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Thermo Fisher Scientific Instruments Analyze Samples on Mars

Thermo Fisher Scientific announced the progress of the Thermo Scientific Orion 229918 sensor assembly that is part of the Microscopy, Electrochemistry and Conductivity Analyzer (MECA) instrument used for the Wet Chemistry Laboratory (WCL) in NASA's Phoenix Mars Lander.

The Phoenix Mars Mission launched from Cape Canaveral, Florida on August 4, 2007. Under contract with NASA's Jet Propulsion Laboratory, the water specialists at Thermo Fisher Scientific developed the Orion 229918 sensor assembly specifically for this mission to Mars. The goal of this mission is to answer three primary questions: 1. Can the Martian arctic support life? 2. What is the history of water at the landing site? 3. How is Martian climate affected by polar dynamics? The Orion 229918 sensor assembly will play a key role in analyzing soil samples to determine its history and whether or not it was exposed to liquid water at some point in the past.

The Phoenix Mars Lander successfully landed on Mars this past May. Since reaching Mars, the Phoenix Lander has performed its first wet chemistry experiment on June 26, which returned a wealth of information about the composition of the Martian soil. The experiments indicated that the soil on Mars is very basic with a pH between eight and nine. This finding was a surprise and ended years of controversy among scientists. This level of pH is similar to some soils found on Earth that can sustain the growth of various bacteria as well as certain vegetation. It was also determined that various salts were present in the soil, such as magnesium, sodium, potassium and chloride. The presence of these elements did not surprise scientist but they were intrigued to know that those elements were soluble in water, making them potentially available for life. Currently, the Phoenix Lander has delivered a second soil sample to the wet chemistry laboratory for analysis. Results from this next sample will be compared to the findings from the first sample described above.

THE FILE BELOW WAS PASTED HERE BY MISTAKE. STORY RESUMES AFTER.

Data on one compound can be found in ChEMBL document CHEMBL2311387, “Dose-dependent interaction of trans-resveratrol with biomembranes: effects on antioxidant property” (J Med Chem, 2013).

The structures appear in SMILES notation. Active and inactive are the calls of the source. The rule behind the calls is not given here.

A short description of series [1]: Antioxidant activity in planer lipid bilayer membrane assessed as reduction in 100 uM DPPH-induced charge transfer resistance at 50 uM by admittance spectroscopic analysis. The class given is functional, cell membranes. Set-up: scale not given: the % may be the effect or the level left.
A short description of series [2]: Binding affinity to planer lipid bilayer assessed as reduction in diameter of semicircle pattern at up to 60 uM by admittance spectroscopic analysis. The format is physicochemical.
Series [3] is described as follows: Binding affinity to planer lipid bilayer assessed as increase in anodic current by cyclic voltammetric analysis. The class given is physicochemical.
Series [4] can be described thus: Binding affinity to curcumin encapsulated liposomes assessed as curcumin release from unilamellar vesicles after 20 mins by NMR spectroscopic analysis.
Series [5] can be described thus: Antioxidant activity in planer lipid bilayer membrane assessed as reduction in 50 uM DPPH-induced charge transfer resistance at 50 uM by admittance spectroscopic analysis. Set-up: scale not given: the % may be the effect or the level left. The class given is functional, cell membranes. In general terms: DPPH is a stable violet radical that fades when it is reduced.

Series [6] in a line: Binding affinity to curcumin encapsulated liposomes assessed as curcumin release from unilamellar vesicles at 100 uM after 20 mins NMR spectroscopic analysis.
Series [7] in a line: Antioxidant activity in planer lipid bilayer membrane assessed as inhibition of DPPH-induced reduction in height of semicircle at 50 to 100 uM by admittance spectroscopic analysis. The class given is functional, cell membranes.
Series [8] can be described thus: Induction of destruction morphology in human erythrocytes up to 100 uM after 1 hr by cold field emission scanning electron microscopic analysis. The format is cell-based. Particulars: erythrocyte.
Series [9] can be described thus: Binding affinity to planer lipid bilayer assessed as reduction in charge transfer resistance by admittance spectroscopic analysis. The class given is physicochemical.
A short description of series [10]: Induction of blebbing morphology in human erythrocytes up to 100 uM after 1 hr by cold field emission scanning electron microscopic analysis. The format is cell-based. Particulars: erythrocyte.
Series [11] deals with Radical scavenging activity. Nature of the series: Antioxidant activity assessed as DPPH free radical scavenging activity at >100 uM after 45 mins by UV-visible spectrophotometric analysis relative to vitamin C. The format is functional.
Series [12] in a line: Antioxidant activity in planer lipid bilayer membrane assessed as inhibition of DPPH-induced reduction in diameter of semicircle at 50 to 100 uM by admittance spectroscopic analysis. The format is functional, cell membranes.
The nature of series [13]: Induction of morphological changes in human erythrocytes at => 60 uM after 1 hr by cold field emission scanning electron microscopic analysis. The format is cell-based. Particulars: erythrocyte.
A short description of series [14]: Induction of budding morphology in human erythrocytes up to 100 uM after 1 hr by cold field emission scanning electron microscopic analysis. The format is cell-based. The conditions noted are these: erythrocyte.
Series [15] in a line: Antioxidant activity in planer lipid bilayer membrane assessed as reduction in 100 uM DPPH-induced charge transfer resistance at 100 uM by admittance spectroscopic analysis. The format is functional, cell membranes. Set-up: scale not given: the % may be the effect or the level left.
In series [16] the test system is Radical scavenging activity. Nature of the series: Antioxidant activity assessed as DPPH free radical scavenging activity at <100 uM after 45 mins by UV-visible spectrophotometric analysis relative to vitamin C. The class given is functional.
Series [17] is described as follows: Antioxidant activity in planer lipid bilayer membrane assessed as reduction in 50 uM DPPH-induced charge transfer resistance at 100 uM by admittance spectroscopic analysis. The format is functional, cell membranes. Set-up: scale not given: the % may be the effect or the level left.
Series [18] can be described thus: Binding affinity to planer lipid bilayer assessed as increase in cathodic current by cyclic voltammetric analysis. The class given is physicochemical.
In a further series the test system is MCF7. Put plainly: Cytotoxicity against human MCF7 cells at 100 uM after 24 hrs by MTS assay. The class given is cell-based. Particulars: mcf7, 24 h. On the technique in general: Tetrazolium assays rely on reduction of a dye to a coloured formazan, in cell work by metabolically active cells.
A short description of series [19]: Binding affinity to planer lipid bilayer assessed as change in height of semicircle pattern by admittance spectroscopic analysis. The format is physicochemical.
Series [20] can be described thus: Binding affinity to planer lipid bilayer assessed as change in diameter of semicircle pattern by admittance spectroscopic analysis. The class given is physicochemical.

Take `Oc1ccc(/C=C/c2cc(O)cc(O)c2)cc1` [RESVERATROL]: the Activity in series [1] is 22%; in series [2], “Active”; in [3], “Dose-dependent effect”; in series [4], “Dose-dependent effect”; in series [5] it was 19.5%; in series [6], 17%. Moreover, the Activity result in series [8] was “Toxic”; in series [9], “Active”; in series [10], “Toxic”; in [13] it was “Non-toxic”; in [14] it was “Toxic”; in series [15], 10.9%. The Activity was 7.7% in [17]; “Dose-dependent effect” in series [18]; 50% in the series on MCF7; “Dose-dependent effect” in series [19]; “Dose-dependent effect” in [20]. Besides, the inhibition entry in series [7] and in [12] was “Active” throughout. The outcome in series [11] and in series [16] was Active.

According to the NASA website, the goals going forward for the Phoenix Lander will be to dig for water frozen under subsurface soil; to examine, vaporize and sniff the soil and ice to discover the history of water on Mars; to determine if the Martian arctic soil could support life; and to study Martian weather from a polar perspective.

Source: Thermo Fisher Scientific

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